Belgian Style Wheat Beers

Last night I did a presentation on Belgian style wheat beers in my Level 3 Prud’homme Beer Certification Course.

I facilitated a tasting on 4 beers and gave a short presentation.

From left to right are Kiuchi Hitachino Nest White Ale, Mill Street Belgian Wit, Rickard’s White  and Shock Top Belgian White.

While preparing for this presentation I learnt a lot about the person responsible for reviving Belgian style wheat beers (White beers) in Hoegaarden. Here is a bit of history about Pierre Celis and Hoegaarden beers:
The village of Hoegaarden had been known for its witbieren (white beers). In the 1700 and 1800s they had 36 wheat beer breweries. Due to the post war economy and rise of lager production and consumption, the last wheat beer brewery closed in 1957 (Brewer – Louis Tomsin). Pierre Celis (a villiage milkman) wanted to revive the style of white beers and bring it back into the village. He spend the next few years brewing white beer by using equipment that that he used for milk processing.

Once he perfected the white beer receipe which was called Oud Hoegaards Bier (Old Hoegaarden Beer), Celis opened up his first commerical brewery called Celis Brewery (which changed it’s name to De Kluis in 1978). The demand for white beer increased rapidly and by 1974 Celis was brewing 10,250 hectolitres of Hoegaarden. The demand grew outside of Belgium and spread all over Europe.

In 1985 there was a fire in Brouwerij De Kluis and Celis lost everything. Due to lack of financial funds to rebuild the brewery and no financial aid, Celis sold the brewery to the brewers at Stella Artois. Stella Artois, who were taken over by Interbrew in 1988, immediately registered the name Hoegaarden as a  trademark.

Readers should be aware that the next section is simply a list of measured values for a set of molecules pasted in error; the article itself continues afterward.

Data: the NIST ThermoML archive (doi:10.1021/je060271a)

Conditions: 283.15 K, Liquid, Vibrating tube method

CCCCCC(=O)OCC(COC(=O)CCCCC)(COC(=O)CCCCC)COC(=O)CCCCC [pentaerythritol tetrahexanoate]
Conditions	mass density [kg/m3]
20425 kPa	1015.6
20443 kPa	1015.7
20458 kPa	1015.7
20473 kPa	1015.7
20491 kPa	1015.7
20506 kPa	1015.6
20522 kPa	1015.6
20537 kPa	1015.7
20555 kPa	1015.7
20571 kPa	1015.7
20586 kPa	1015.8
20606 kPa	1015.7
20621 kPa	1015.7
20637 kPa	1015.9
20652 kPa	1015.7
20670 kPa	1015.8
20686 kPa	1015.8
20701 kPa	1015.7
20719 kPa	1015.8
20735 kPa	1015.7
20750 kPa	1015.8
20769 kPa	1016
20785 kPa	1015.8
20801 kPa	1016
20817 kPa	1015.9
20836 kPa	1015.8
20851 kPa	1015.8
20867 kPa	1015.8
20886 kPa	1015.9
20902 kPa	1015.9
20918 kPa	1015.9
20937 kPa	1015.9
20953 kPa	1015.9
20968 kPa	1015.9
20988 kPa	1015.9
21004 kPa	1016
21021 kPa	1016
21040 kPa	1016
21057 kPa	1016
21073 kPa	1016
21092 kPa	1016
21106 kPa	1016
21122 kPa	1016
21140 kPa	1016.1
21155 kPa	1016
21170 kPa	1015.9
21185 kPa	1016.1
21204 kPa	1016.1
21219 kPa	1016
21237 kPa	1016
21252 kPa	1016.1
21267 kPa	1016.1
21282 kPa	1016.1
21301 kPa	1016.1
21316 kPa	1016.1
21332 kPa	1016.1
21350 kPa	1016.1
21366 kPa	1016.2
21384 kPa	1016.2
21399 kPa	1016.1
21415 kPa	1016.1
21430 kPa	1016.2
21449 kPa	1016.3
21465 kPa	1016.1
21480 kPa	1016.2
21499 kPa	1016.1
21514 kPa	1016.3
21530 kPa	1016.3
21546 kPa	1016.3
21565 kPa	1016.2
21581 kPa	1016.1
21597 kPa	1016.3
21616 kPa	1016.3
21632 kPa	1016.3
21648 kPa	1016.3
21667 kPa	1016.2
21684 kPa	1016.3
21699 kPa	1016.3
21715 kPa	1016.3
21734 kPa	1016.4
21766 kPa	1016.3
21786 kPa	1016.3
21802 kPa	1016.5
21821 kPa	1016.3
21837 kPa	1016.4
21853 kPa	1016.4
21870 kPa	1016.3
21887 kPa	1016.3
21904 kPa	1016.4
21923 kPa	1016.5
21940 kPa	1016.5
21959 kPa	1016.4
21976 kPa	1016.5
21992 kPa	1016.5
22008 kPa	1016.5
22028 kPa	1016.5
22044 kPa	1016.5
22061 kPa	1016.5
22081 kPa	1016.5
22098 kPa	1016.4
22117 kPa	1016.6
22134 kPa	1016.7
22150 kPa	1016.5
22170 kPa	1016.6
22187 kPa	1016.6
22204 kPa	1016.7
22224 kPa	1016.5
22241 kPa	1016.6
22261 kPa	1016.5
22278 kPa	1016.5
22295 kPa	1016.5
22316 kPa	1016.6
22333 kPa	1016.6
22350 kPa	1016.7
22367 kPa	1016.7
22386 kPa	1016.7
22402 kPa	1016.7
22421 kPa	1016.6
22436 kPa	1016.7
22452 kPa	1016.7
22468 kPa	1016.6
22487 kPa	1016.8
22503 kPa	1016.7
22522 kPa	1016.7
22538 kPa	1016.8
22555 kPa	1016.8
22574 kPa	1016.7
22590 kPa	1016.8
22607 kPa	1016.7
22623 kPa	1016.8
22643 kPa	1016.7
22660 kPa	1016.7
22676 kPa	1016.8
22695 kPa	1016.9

With the proceeds he made from the sale Celis moved to Texas and started up his own Brewery called Celis Brewery (again) so he could continue making witbier with the original Hoegaarden receipe. At the same time the original Hoegaarden receipe was still being brewed in Belgium by InBev. Celis Brewery in Austin was short lived. It was taken over and closed by Miller.

In 2005 InBev announced they wanted to close the brewery and move it to Jupille. The announcement sparked protests from Hoegaarden locals and the move never happened. InBev had also changed the original Hoegaarden recipe by removing oats and changing the hops.

Pierre Celis is often referred to as The King of Belgium Wheat Beers. Unfortunately Pierre died this year on April 9.



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Filed under beer history, personal beer

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